I read a blog post today written by Bob McDonald RE: Climate Change, as well as the accompanying comments. The post focuses on clearing up the confusion between the extreme weather patterns we are witnessing vs. climate change and the comments focus on praising the post as well as attacking the idea of anthropogenically-driven changes in climate/weather patterns.
My response to talks about climate change and this whole battle between questionable climate data is that we need to stop fighting about what we don't know and stop unloading the onus of having to do anything about pollution on the fact that people are still debating the validity of the claim to anthropogenically-driven climate change and start focusing on what we can change and what we can do and what is happening. We are adding substances to the environment that is disrupting the healthy flow of nature (something I like to call pollution), our fast-paced Westernized cushy lifestyles are the source of a lot of pollution, we are starting to notice the limits of our fresh-water sources, we are starting to lose agriculture land to urban sprawl and deteriorating quality in earth, and we are seeing a rise in cases of asthma due to the declining air quality mainly seen in urban centers. You would think that the health of the human population would be reason enough to do something about pollution.
Working for a First Nations community has made me realize one thing: that we're losing focus on what is really at stake here: Ultimately, we are all fed by the land and water that we interact with on a daily basis both directly and indirectly, whether we see it or not. The point here, though, is that we need to recognize this connection of humans to the Earth (it's a crazy notion, I know, but just bear with me for a few more moments) and recognize that whatever we're doing to the Earth, we're going to feel the effects through one channel or another.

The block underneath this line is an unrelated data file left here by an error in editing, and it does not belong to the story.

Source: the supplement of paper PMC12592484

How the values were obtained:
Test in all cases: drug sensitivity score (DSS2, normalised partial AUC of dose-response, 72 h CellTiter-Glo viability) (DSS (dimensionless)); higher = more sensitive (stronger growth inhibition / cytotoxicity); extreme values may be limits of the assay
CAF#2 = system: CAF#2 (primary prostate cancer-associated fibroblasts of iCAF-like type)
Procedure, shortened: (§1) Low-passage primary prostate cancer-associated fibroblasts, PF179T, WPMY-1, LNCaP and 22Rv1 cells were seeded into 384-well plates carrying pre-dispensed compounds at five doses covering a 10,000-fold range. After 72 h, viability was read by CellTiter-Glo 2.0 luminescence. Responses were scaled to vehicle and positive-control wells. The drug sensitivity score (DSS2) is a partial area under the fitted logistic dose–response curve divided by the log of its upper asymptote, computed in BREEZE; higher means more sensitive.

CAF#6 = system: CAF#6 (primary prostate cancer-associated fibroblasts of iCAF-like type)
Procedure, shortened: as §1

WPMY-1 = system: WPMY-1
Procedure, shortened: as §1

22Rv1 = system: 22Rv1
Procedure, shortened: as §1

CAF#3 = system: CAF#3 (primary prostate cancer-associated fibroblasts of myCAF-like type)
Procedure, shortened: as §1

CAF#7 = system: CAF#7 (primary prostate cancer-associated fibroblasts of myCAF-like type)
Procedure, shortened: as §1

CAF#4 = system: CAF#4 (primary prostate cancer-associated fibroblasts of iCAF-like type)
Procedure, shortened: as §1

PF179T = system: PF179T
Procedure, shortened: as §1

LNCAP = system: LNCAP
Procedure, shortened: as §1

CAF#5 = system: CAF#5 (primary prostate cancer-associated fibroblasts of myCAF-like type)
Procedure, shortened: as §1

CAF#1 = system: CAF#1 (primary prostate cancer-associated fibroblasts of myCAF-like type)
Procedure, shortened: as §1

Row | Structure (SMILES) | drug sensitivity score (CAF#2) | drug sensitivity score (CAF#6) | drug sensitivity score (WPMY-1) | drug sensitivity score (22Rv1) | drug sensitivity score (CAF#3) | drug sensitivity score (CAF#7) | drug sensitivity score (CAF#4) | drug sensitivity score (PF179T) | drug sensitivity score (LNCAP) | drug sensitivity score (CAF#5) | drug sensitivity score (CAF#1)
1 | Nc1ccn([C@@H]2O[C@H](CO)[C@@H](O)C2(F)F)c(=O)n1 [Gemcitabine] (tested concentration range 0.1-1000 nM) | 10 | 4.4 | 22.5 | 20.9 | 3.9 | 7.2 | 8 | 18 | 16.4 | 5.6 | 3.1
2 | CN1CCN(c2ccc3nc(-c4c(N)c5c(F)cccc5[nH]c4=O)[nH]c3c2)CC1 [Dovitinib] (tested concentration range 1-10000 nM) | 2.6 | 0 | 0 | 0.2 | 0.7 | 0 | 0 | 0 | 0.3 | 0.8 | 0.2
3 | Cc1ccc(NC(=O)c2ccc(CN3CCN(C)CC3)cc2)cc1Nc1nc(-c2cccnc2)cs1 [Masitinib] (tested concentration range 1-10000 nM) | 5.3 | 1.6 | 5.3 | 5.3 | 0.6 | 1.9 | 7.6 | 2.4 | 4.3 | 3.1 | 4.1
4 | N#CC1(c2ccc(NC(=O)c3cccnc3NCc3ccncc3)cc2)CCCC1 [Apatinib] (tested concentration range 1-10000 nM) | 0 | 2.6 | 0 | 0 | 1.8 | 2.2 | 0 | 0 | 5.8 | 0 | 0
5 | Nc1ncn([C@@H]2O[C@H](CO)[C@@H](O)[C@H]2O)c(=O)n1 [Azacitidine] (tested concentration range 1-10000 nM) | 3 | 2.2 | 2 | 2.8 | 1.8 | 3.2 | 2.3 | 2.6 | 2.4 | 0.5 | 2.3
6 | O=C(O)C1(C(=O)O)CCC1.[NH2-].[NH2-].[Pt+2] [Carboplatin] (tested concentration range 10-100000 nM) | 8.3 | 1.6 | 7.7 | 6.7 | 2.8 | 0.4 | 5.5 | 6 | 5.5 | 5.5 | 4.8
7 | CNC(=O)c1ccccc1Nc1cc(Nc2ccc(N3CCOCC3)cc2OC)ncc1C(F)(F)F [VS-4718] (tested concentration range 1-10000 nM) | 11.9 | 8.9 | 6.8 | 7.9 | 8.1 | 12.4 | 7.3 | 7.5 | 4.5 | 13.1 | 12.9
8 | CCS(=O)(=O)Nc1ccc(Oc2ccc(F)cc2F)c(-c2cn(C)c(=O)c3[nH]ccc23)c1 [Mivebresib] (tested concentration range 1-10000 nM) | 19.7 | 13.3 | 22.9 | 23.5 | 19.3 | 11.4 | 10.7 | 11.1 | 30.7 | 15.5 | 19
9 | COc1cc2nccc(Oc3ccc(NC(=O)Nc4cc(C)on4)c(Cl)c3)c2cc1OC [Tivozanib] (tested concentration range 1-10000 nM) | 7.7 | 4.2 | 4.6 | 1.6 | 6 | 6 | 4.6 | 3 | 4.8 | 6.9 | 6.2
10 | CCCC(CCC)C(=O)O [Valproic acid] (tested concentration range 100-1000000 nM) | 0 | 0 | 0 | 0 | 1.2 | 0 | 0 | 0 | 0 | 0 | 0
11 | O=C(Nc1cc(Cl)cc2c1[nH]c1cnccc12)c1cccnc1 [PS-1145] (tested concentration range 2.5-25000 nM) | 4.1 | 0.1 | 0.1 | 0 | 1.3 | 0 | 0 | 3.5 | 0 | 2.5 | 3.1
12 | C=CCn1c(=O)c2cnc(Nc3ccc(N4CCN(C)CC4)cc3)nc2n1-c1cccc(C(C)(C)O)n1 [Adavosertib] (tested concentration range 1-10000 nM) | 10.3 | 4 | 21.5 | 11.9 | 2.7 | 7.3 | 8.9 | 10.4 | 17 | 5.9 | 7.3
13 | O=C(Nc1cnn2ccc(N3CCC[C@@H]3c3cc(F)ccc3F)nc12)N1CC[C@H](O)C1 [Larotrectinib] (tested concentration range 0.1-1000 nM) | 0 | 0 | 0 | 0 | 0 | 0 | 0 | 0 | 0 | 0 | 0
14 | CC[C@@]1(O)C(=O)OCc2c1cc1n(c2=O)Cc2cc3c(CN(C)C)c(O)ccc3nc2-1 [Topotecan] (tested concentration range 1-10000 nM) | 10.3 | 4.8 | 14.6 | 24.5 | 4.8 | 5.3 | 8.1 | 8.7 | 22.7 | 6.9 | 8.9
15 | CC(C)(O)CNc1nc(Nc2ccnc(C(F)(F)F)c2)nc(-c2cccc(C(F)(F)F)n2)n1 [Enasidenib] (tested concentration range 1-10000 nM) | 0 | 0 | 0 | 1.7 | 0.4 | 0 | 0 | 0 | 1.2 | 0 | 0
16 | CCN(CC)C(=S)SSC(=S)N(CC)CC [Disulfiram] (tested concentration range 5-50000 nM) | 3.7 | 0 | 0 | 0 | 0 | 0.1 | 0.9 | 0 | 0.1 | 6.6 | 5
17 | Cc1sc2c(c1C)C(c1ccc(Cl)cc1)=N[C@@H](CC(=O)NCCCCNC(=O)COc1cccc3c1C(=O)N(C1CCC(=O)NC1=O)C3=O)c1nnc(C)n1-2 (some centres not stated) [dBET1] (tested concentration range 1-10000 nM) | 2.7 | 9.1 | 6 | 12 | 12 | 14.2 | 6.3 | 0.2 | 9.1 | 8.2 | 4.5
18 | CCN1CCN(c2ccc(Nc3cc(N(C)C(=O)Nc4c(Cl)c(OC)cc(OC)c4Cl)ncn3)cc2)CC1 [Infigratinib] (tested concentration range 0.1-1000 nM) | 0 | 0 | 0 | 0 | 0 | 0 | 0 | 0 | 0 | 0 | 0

Forget about climate change, erratic weather patterns, the IPCC, Kyoto, emissions targets, what-have-you. Remember that we're all living in the same bubble so take a step back and just think of how you'd want your own home: clean and tidy. How do we keep it that way? We throw stuff out, scrub things down etc. or else our houses would begin to look like a pack-rat's dwelling. Except the difference between the Earth and our home is that besides outer space, there's no where to put our crap. All we are doing right now is re-arranging the placement of our crap and trying to make the Earth absorb it by digging holes, tossing our garbage in, and covering it up. And being the non-smoker that I am, I see pollution of our air/atmosphere as sitting in a closed, unventilated room with a smoker. Sure, the room that is our atmosphere is large, but sit there long enough and invite enough smokers in and you're going to start noticing the haze in the air. The solution to pollution is not dilution.
So I'm not asking people to accept the idea of climate change or admit that green house gases are warming the Earth: I'm simply asking people to recognize that the world is our home with no curb to leave our garbage along and we can only rearrange our waste around our "home" for so long before we're surrounded and we can only carry on so long with our comfortable lives before we start choking on the "smokers" in our "house".
Many people like to justify their inaction by asking, "what difference is one person going to make in the big scheme of things?" But my rebuttal to that is, "well what difference is tens, hundreds, thousands, millions of people going to make?" If we continue to just sit and pretend that each of us as individuals can't change anything, then you're right, apparently you can't because you so choose. We are in this together. United we stand, divided we fall. So it doesn't matter if our weather is being weird or that Al Gore flashed a graph showing an exponential increase in our global temperatures or that we don't agree on climate change being a problem because it doesn't matter what temperature it is when there are more and more kids developing asthma as a result of the air we are polluting and when we are running out of places to dump our garbage and when the rich white nations that take up less than 10% of the world population are declaring a water crisis and telling households to conserve water as they consume more than half of the world's accessible fresh water.
Having a positive influence on our planet isn't impossible, it's merely improbable because people choose to see it as impossible.
So we can make a difference: it's just a simple matter of choosing to make that difference.